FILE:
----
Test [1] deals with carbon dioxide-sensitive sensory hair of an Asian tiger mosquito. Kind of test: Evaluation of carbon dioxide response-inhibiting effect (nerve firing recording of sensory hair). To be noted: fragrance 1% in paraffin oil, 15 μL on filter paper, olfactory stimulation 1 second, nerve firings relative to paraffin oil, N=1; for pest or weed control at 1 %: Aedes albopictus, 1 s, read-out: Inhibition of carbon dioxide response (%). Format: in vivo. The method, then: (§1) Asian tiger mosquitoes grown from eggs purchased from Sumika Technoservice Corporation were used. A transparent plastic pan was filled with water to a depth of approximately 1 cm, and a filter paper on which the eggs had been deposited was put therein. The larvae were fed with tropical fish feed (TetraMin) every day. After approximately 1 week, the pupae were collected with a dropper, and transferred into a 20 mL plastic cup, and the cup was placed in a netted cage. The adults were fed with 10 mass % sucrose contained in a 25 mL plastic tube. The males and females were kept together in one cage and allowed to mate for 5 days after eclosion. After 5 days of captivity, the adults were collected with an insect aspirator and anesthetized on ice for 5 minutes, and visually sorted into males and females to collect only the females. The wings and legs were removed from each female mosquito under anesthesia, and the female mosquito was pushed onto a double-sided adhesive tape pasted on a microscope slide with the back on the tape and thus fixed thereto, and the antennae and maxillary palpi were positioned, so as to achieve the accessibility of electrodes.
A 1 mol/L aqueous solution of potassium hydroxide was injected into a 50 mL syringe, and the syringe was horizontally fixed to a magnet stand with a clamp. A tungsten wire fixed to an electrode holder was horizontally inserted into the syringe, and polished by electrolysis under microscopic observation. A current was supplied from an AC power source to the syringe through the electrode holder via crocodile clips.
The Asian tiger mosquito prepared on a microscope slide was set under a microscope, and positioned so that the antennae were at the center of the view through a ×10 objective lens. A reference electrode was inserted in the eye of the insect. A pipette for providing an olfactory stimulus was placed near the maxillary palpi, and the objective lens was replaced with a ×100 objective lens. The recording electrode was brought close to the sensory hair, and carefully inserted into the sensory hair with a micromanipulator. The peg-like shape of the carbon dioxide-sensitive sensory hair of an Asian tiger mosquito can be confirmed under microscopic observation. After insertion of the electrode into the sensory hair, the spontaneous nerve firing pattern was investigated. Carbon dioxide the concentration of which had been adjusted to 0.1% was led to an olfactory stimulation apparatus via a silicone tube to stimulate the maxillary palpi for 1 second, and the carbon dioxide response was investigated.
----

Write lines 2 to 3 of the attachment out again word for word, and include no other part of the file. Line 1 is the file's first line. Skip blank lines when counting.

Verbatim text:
A 1 mol/L aqueous solution of potassium hydroxide was injected into a 50 mL syringe, and the syringe was horizontally fixed to a magnet stand with a clamp. A tungsten wire fixed to an electrode holder was horizontally inserted into the syringe, and polished by electrolysis under microscopic observation. A current was supplied from an AC power source to the syringe through the electrode holder via crocodile clips.
The Asian tiger mosquito prepared on a microscope slide was set under a microscope, and positioned so that the antennae were at the center of the view through a ×10 objective lens. A reference electrode was inserted in the eye of the insect. A pipette for providing an olfactory stimulus was placed near the maxillary palpi, and the objective lens was replaced with a ×100 objective lens. The recording electrode was brought close to the sensory hair, and carefully inserted into the sensory hair with a micromanipulator. The peg-like shape of the carbon dioxide-sensitive sensory hair of an Asian tiger mosquito can be confirmed under microscopic observation. After insertion of the electrode into the sensory hair, the spontaneous nerve firing pattern was investigated. Carbon dioxide the concentration of which had been adjusted to 0.1% was led to an olfactory stimulation apparatus via a silicone tube to stimulate the maxillary palpi for 1 second, and the carbon dioxide response was investigated.